Clinical predictors and outcome of hypoxaemia among under‐five diarrhoeal children with or without pneumonia in an urban hospital, Dhaka, Bangladesh
Objective To explore the predictors and outcome of hypoxaemia in children under 5 years of age who were hospitalized for the management of diarrhoea in Dhaka, where comorbidities are common.
Methods In a prospective cohort study, we enrolled all children <5 years of age admitted to the special care ward (SCW) of the Dhaka Hospital of ICDDR,B from September to December 2007. Those who presented with hypoxaemia (SpO2 < 90%) constituted the study group, and those without hypoxaemia formed the comparison group.
Results A total of 258 children were enrolled, all had diarrhoea. Of the total, 198 (77%) had pneumonia and 106 (41%) had severe malnutrition (<−3 Z‐score of weight for age of the median of the National Centre for Health Statistics), 119 (46%) had hypoxaemia and 138 children did not have hypoxaemia at the time of admission. Children with hypoxaemia had a higher probability of a fatal outcome (21%vs. 4%; P < 0.001). Using logistic regression analysis, the independent predictors of hypoxaemia at the time of presentation were lower chest wall indrawing [OR 6.91, 95% confidence intervals (CI) 3.66–13.08, P < 0.001], nasal flaring (OR 3.22, 95% CI 1.45–7.17, P = 0.004) and severe sepsis (OR 4.48, 95% CI 1.62–12.42, P = 0.004).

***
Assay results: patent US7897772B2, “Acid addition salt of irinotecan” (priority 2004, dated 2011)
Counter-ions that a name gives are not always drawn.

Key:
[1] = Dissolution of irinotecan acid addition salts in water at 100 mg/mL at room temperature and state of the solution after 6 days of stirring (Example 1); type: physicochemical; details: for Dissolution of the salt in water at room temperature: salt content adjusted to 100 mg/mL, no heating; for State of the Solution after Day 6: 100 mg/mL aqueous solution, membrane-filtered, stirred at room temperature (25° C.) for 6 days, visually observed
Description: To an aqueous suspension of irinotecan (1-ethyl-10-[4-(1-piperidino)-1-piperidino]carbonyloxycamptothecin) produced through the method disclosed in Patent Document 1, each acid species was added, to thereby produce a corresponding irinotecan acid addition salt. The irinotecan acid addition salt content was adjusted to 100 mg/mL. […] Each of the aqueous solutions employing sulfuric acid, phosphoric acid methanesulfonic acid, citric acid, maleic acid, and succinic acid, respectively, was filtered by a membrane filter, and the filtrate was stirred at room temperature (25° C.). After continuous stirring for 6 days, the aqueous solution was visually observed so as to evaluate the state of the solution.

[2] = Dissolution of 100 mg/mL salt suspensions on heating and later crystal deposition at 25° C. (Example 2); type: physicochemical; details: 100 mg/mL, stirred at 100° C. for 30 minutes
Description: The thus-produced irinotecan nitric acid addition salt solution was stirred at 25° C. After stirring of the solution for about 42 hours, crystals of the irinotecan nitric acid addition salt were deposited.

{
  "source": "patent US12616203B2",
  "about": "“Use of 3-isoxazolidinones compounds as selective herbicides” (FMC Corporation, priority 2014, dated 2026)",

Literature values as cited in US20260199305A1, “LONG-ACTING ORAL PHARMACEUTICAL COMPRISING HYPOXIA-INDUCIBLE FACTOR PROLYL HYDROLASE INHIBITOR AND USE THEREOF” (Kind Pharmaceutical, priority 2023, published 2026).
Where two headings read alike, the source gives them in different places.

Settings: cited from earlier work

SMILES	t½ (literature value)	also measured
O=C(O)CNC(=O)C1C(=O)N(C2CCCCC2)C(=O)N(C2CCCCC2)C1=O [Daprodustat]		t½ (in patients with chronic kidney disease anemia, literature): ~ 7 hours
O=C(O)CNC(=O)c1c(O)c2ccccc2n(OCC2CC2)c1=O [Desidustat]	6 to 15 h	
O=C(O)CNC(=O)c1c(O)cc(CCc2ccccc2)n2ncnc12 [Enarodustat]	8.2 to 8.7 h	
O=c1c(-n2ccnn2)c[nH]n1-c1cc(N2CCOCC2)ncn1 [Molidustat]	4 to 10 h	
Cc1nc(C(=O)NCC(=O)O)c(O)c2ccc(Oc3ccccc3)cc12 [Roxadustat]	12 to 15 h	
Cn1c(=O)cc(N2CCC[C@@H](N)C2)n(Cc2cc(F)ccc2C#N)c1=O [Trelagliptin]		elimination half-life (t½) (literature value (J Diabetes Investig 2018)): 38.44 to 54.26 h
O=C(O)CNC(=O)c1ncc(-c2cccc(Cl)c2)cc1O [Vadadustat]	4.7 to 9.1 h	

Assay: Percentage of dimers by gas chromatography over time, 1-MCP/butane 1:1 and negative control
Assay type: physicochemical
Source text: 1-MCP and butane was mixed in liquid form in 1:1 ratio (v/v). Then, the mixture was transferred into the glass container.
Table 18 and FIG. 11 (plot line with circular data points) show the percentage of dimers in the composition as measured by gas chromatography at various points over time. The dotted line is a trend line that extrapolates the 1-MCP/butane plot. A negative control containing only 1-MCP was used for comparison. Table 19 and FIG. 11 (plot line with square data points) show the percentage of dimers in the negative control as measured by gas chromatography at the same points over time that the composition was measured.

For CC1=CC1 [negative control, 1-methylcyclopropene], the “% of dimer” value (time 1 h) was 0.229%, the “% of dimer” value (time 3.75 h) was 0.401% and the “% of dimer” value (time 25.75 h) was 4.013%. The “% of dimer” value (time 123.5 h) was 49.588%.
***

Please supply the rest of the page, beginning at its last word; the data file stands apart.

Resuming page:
Conclusion In this seriously ill population of children with diarrhoea and comorbidities, hypoxaemia was associated with high case–fatality rates. Independent clinical predictors of hypoxaemia in this population, identifiable at the time of admission, were lower chest wall indrawing, nasal flaring and the clinical syndrome of severe sepsis.
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Document Type: Research Article
Affiliations: Clinical Sciences Division, ICDDR,B, Dhaka, Bangladesh
Publication date: January 1, 2012